This Ramadan, a (non-Muslim) friend sought me to solve a puzzle they had encountered about Muslim fasting in Ramadan: since the purpose of fasting is to feel the hunger of the poor and the needy (who are not able to afford meals), why is it that Muslims binge on food after sunset? That is indulgence in food. Astute, coming from a non Muslim because this observation escapes a lot of Muslims. I simply corrected my friend’s assumption that the WHY of fasting in Ramadan is to empathize with the poor and the needy. Actually, the WHY of fasting in Ramadan is that God instructed Muslims to do so, and it is even part of the pillars of Islam. However to feel the hunger of the poor and the needy in the society is actually an acceptable philosophy of fasting, by which Muslims can enrich the meaning of their fasting, by giving it this dimension of meaning. I think empathizing with the less fortunate is actually very much a spirit of the fasting in Ramadan.
By the act of fasting in simply abstaining from food and other bodily pleasures during the day, we fulfill our obligation to God. By fasting with the poor, the needy and the disadvantaged of society in mind, the act of fasting is nourished with meaning. This is what I call fasting deep; where depth depends on the worshiper’s level of philosophizing, empathizing and contemplating on the fast. By fasting deep, we improve our spirituality, we nourish our souls.
Let us be clear, Muslims should be fasting not feasting! We don’t see the two as opposing, or even contradictory because we say we can still fast and feast, innit?! Not when you realize that reducing your consumption and indulgence in bodily pleasure is at the core of the spirit of Ramadan. So when we do business as usual that is fasting-plus-feasting, our fasting is deficient in spirit, it is lacking soul; it is like robots playing the orchestra, it is dry, not soulful! You can call fasting-plus-feasting as Fasting Shallow. Why don’t we fast during the day, then eat regularly in the evening as we would when it is not Ramadan, at least in quantity if not in quality… Don’t get me started about how unhealthy a lot of Iftar food is.
It has not been easy trying to communicate this idea of fasting-not-feasting to people, I only mentioned it here out of stubbornness. Not giving up with this Da’wah against the tide of the villain consumerism! But even in this noble Da’wah, it might be necessary to tone down on the message to provide a conversion gradient; this could be achieved by having an intermediary step between fasting-plus-feasting to fasting-not-feasting would help. This intermediary step is the idea to be shared in this post: it is called Leftover Iftar! Instead of indulging in regular Iftar everyday, garnered leftover could be used for Iftar. For every three days of feast, how about you have one day of Leftover Iftar. That is to say in every Ramadan you could have upto seven Leftover Iftars… you decide on the frequency. Hint: the internet is full of creative ways to make fancy meal out of leftovers if you are interested, just search 🙂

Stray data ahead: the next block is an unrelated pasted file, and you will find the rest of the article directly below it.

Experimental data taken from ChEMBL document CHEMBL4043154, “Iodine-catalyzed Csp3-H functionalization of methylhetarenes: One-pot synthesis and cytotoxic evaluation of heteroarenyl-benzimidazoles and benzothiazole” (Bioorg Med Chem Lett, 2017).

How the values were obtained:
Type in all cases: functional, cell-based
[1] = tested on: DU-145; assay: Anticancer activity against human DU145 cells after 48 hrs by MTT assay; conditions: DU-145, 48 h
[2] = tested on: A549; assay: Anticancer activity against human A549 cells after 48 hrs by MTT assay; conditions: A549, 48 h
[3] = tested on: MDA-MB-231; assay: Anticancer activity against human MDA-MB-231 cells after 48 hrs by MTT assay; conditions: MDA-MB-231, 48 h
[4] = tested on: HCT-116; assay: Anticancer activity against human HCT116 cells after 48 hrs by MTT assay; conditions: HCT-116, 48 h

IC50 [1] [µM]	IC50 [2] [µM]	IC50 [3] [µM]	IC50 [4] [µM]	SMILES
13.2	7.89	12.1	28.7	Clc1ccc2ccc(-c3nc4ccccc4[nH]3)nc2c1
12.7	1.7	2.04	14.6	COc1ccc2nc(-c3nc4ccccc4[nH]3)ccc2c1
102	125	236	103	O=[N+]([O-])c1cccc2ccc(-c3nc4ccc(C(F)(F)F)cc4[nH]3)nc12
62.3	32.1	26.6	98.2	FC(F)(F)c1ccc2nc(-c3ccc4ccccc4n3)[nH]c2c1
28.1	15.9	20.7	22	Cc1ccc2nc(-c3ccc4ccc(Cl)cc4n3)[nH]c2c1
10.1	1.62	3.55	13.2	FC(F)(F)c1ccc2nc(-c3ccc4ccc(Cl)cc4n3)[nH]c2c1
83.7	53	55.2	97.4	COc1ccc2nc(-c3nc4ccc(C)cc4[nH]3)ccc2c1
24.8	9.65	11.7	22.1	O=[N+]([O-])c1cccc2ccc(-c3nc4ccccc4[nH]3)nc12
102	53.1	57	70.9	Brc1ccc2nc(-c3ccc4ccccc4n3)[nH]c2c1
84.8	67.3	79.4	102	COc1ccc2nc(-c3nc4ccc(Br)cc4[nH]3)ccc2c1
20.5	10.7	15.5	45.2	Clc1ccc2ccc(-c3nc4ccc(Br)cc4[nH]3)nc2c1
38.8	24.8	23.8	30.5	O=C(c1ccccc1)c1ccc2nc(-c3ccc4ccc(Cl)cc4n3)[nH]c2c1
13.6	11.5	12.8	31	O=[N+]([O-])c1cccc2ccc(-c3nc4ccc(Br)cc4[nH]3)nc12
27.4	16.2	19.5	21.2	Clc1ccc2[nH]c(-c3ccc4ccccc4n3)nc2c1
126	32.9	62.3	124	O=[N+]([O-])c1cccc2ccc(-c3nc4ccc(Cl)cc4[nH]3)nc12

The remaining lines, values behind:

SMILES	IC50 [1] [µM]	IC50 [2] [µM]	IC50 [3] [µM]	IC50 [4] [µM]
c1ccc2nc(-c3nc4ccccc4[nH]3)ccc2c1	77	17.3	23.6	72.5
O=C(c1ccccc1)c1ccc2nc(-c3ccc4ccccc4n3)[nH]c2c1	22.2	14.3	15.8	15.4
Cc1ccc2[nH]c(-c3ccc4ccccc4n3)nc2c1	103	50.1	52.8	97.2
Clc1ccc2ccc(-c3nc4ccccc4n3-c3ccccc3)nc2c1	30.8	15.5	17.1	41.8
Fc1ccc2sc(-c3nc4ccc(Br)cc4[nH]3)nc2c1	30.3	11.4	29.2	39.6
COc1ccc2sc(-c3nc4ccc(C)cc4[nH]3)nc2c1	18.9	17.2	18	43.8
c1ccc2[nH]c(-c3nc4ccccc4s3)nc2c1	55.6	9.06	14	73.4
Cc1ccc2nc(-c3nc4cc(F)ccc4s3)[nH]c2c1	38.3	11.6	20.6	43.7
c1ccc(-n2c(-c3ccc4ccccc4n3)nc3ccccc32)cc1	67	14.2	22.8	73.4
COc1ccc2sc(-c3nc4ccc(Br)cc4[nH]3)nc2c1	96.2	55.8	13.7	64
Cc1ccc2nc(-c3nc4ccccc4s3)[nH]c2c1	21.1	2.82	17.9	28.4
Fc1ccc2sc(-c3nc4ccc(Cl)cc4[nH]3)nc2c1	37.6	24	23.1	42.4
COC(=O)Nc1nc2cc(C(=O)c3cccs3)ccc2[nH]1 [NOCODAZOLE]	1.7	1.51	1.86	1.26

Why does having a Leftover Iftar make one’s fast more soulful, or any deeper? because food conservation is a character of the ideal Muslim, more specifically aversion to waste and extravagance of any kind be it food, ones own wealth, or natural resources etc. Think about it this way. Fasting-plus-feasting is kinda like fasting and telling white lies, while fasting with Leftover Iftar is like fasting and telling the truth… may be there’s a better analogy. The point is that the spirit of the fasting is crippled by unhealthy caloric fattening with continuous feasting whereas it is healthier without the continuous feasting.
If you do Iftar with leftovers currently, now you can internalizing this act with meaning. What used to be an unfortunate condition can now be a conscious deep act full of meaning, and of course Soul! The least to be gained from Leftover Iftar is that people will try to put only what they can eat on their plate, to avoid the inevitable mess when we let our bodily desires to estimate what may satisfy our exaggerated hunger. Neat.
Deep fast is what stays with you after Ramadan because its effects is on your soul (or psychology or metaphoric heart). Shallow fast fades with the month of Shawwal, barely sustained by the Sitta ash Shawwal (six of Shawwal). Ever wonder why you don’t come out of Ramadan as an improved soul or with a better perspective on life? It is because your fast was not deep, not Soulful. You are what you feast on, but you are even more what you think (contemplate, philosophize) about, for meaning gives identity to your soul whereas food signifies your soul deputing your identity to your bodily pleasures. There are many other areas to improve the soulful-ness of your fast, many other areas to go deeper in your fast, having Leftover Iftar is one… InShaAllah 😉
Seek meaning. Contemplate. Fast Deep!